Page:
Art & Photography

The Day After Tomorrow

Eric Asamoah intimately documents the journeys of young men transitioning into adulthood 

It’s hard to predict what will happen in the next hour, let alone the next day or two. But the ability to find peace in the unpredictable – to be comfortable with the unknown – is something of an achievement in life. This is a concept that Ghanaian and Austria-based photographer Eric Asamoah explores through his practice and debut monograph, aptly titled The Day After Tomorrow and published by Verlag für moderne Kunst (VfmK). An aesthetically luminous and intimate depiction of growth, the book centres itself on the journeys of young men as they transition from boyhood into adulthood. 

“As my surroundings and I evolve and get older, I often think about the concept of time and what it does to us, how the past is still present today and will also have an influence on tomorrow,” Eric tells me. “Starting a new journey can be exciting, but stepping up to something you don’t know, and leaving the past behind can be frightening for some people – young men and women who are in the coming-of-age journey are included. Once you understand the journey, you begin to operate differently as a person and start to question your surroundings, past beliefs, dreams and yourself. You begin to seek the truth, be vulnerable and honest about yourself and slowly find your true colours. This is a beautiful and complex process to appreciate and to enjoy it will not always be rosy and peachy, but at the end of the day, you’ll find peace during the process – if not today, if not tomorrow, then eventually the day after tomorrow.” This is precisely how his monograph came to fruition; he strives to tell the stories and thoughts of his peers, conceived through relatable imagery and a universally felt tale of growing up.

The pictures found in The Day After Tomorrow are poised and quiet. But despite this softly composed demeanour on the outside, there’s comparatively much to be learnt and felt in the imagery. In a photo titled Ocean’s breath – an early one from the series – Eric captures his subject after they’d discussed the strength of the waves that day. Personifying the ocean to be an element of force and change, the subject laughed and said: “The ocean is taking deep breaths, I can feel it!”. The ocean and its expanding and remedial qualities feature heavily throughout the series. In Open World, for instance, Eric expresses his own fascination for the water. “I can watch the sea for hours and be amazed by its gentle yet powerful nature. Looking into the horizon, I wonder how wide the sea is; ‘what’s on the other side’ I ask myself, similar to when I question the future.”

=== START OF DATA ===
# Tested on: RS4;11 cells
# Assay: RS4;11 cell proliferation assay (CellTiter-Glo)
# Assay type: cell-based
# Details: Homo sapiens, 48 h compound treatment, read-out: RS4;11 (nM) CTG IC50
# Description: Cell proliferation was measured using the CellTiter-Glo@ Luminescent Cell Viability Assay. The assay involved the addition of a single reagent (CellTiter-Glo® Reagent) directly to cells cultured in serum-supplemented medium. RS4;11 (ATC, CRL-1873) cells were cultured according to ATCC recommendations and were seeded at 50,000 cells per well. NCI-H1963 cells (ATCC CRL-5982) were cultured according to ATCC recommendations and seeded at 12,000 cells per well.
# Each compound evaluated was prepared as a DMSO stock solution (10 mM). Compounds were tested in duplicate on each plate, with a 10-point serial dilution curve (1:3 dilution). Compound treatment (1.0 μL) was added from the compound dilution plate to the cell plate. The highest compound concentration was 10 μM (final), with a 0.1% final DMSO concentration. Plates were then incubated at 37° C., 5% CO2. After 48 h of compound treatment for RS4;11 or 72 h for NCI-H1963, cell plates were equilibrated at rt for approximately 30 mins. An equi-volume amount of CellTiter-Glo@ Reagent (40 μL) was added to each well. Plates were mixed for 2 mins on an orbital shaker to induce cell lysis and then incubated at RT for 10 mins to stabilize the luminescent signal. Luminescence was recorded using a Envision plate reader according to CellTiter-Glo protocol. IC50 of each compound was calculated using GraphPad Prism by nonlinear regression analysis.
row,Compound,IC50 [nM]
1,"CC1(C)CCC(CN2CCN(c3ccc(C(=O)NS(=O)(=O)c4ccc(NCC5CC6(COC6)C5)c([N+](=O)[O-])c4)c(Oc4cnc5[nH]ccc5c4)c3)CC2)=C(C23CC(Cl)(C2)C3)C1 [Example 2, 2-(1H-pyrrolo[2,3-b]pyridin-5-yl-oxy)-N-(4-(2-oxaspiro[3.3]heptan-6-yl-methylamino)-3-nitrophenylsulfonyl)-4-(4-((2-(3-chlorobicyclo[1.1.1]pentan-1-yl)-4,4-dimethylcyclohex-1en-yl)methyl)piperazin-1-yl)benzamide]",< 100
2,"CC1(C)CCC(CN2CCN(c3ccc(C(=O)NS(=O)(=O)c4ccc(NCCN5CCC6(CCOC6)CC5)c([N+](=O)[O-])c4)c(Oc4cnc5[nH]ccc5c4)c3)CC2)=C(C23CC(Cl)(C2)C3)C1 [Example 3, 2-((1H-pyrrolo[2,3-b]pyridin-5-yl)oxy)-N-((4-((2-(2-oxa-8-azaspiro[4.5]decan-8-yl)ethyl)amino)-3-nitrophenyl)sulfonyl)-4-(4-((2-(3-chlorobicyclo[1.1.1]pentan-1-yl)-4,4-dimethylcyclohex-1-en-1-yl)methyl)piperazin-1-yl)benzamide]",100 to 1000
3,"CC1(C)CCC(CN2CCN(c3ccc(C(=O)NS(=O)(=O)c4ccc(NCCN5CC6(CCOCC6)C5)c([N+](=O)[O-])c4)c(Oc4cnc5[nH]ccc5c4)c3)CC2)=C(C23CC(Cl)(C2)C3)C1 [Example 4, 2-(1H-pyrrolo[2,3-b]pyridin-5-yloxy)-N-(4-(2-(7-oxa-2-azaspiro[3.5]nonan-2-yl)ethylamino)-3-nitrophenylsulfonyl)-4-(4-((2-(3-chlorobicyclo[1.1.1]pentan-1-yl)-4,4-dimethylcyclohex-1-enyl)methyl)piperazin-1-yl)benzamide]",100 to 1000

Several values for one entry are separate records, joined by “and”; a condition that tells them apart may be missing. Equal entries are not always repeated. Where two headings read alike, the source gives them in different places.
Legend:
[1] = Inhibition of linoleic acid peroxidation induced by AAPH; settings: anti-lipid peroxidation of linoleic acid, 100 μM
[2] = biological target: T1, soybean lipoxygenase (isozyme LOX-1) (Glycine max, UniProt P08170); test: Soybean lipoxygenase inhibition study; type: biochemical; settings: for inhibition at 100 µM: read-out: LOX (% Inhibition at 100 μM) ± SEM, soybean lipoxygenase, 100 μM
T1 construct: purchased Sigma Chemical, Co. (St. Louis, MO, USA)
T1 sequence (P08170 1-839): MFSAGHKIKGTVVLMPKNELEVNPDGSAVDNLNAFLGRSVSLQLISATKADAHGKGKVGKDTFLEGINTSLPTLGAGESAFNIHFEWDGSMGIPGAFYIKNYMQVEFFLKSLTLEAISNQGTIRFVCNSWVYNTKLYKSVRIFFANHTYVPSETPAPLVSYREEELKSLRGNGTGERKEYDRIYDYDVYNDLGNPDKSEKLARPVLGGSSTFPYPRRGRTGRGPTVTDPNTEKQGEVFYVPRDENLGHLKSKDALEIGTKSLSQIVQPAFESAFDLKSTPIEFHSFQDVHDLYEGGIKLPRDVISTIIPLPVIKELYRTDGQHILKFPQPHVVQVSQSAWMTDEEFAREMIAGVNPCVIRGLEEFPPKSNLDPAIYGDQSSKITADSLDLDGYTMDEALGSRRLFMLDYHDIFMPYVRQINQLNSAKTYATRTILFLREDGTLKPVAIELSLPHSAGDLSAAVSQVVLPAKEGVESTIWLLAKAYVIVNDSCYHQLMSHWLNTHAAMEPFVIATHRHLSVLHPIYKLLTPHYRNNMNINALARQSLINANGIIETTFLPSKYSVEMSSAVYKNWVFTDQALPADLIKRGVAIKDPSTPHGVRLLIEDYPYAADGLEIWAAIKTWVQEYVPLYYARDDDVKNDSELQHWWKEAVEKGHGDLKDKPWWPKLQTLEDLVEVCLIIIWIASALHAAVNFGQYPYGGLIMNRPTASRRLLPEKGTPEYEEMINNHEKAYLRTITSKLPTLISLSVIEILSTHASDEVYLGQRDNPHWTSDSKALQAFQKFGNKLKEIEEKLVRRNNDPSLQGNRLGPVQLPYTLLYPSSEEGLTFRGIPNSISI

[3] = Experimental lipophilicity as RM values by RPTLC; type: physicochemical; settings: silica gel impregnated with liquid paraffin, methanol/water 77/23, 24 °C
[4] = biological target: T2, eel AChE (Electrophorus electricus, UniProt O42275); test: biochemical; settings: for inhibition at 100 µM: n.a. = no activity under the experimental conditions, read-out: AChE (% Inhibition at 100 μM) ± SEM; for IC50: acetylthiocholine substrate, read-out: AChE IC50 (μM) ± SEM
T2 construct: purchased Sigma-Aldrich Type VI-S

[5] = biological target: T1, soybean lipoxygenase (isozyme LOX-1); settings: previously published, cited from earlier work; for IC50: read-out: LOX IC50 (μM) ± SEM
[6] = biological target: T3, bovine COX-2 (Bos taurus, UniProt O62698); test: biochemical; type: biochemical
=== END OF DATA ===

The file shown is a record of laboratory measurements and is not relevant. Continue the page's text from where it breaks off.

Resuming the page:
In another image named Tough boy, Eric looks inwards as he reflects on his own upbringing. “Back then as a kid, my brother was the only person I ever challenged or competed with,” he recalls. “He was older, bigger and stronger than me, but apart from being respectfully humbled each time, it taught me the value of being consistent in standing up for yourself, especially in tough situations.” Another, titled Yellow sports car, reflects on a memorable moment of Eric’s while he was driving around Kumasi and passing a car next to KFC. He dreamed about a yellow spots car a night beforehand, so he had the urge to pull over. “The vehicle reminds me of unfulfilled desires that are no longer in your interest, something that was valuable before but has since lost its value due to the passage of time.” This raises many questions about the attachment we hold to objects and the memories exuded from them; over time, we begin to realise the worth of the things around us and wash away those that no longer serve a purpose. It’s a cleansing process. 

Yellow sports car, 2021

Photography also serves a different kind of objective. It allows us to document, assess and learn from the past, making way for new beginnings and codes of thought – both for the image-maker and the viewer. In Layover, this becomes evident as Eric reveals the picture’s remedial qualities. “Every time I look at this photo, I remember the energy in the air which was serene, carefree and soothing. Be still for a few seconds, let go of all you know and be grateful for the current moment, which will lead you to understand that you can be anywhere in the world, but the only place you can find true contentment is within.”

Eric presents his subjects as anonymous beings, choosing to keep them unnamed throughout the series. By doing so, the pictures become a “utopian ambiance” – a moment of catharsis for Eric. “All the young Black men in the images were a reflection of myself, the inner self that seeks truth and contentment,” he shares. “I hope that individuals from all walks of life an also see a bit of themselves and reflect on their own truth, contentment and journey in life.”

Layover, 2021

Ocean’s breath, 2021

Open world, 2021

Tough boy, 2021